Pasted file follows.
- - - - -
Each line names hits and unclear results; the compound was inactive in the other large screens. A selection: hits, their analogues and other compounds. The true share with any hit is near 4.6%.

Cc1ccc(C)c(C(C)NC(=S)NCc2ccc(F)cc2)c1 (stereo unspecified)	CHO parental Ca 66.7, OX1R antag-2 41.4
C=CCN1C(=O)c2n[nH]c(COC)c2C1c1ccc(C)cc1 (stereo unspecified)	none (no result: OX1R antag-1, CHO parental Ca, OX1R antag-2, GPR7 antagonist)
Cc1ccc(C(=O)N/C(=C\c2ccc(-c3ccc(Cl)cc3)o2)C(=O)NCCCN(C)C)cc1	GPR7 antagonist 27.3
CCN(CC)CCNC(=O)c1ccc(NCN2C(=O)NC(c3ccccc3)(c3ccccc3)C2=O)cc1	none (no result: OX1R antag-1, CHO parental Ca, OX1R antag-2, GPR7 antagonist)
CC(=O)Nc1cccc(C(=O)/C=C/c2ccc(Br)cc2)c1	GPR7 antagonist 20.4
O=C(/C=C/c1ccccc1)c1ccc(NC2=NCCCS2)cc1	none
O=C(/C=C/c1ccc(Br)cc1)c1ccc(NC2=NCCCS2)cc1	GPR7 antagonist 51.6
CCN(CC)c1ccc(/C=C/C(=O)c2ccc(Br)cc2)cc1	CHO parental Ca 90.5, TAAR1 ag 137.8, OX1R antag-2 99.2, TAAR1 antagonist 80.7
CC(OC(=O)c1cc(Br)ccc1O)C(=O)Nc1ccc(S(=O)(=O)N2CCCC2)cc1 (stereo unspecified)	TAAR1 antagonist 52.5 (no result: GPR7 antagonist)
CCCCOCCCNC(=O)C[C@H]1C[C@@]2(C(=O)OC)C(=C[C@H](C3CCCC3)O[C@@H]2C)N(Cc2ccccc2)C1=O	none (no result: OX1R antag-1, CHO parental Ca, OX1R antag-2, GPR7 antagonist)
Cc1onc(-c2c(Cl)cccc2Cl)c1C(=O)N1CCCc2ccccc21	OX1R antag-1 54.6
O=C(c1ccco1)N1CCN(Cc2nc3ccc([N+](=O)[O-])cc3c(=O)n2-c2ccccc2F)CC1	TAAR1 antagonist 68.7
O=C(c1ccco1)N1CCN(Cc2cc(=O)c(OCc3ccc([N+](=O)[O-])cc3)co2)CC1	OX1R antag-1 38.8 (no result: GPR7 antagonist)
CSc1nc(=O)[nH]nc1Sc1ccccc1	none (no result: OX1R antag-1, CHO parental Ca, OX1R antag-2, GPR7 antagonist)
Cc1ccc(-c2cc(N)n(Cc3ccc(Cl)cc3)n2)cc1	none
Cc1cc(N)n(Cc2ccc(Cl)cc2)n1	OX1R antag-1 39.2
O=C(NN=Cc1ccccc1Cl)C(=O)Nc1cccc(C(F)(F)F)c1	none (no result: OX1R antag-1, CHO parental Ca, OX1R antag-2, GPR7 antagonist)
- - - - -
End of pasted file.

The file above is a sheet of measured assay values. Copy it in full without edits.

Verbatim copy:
Each line names hits and unclear results; the compound was inactive in the other large screens. A selection: hits, their analogues and other compounds. The true share with any hit is near 4.6%.

Cc1ccc(C)c(C(C)NC(=S)NCc2ccc(F)cc2)c1 (stereo unspecified)	CHO parental Ca 66.7, OX1R antag-2 41.4
C=CCN1C(=O)c2n[nH]c(COC)c2C1c1ccc(C)cc1 (stereo unspecified)	none (no result: OX1R antag-1, CHO parental Ca, OX1R antag-2, GPR7 antagonist)
Cc1ccc(C(=O)N/C(=C\c2ccc(-c3ccc(Cl)cc3)o2)C(=O)NCCCN(C)C)cc1	GPR7 antagonist 27.3
CCN(CC)CCNC(=O)c1ccc(NCN2C(=O)NC(c3ccccc3)(c3ccccc3)C2=O)cc1	none (no result: OX1R antag-1, CHO parental Ca, OX1R antag-2, GPR7 antagonist)
CC(=O)Nc1cccc(C(=O)/C=C/c2ccc(Br)cc2)c1	GPR7 antagonist 20.4
O=C(/C=C/c1ccccc1)c1ccc(NC2=NCCCS2)cc1	none
O=C(/C=C/c1ccc(Br)cc1)c1ccc(NC2=NCCCS2)cc1	GPR7 antagonist 51.6
CCN(CC)c1ccc(/C=C/C(=O)c2ccc(Br)cc2)cc1	CHO parental Ca 90.5, TAAR1 ag 137.8, OX1R antag-2 99.2, TAAR1 antagonist 80.7
CC(OC(=O)c1cc(Br)ccc1O)C(=O)Nc1ccc(S(=O)(=O)N2CCCC2)cc1 (stereo unspecified)	TAAR1 antagonist 52.5 (no result: GPR7 antagonist)
CCCCOCCCNC(=O)C[C@H]1C[C@@]2(C(=O)OC)C(=C[C@H](C3CCCC3)O[C@@H]2C)N(Cc2ccccc2)C1=O	none (no result: OX1R antag-1, CHO parental Ca, OX1R antag-2, GPR7 antagonist)
Cc1onc(-c2c(Cl)cccc2Cl)c1C(=O)N1CCCc2ccccc21	OX1R antag-1 54.6
O=C(c1ccco1)N1CCN(Cc2nc3ccc([N+](=O)[O-])cc3c(=O)n2-c2ccccc2F)CC1	TAAR1 antagonist 68.7
O=C(c1ccco1)N1CCN(Cc2cc(=O)c(OCc3ccc([N+](=O)[O-])cc3)co2)CC1	OX1R antag-1 38.8 (no result: GPR7 antagonist)
CSc1nc(=O)[nH]nc1Sc1ccccc1	none (no result: OX1R antag-1, CHO parental Ca, OX1R antag-2, GPR7 antagonist)
Cc1ccc(-c2cc(N)n(Cc3ccc(Cl)cc3)n2)cc1	none
Cc1cc(N)n(Cc2ccc(Cl)cc2)n1	OX1R antag-1 39.2
O=C(NN=Cc1ccccc1Cl)C(=O)Nc1cccc(C(F)(F)F)c1	none (no result: OX1R antag-1, CHO parental Ca, OX1R antag-2, GPR7 antagonist)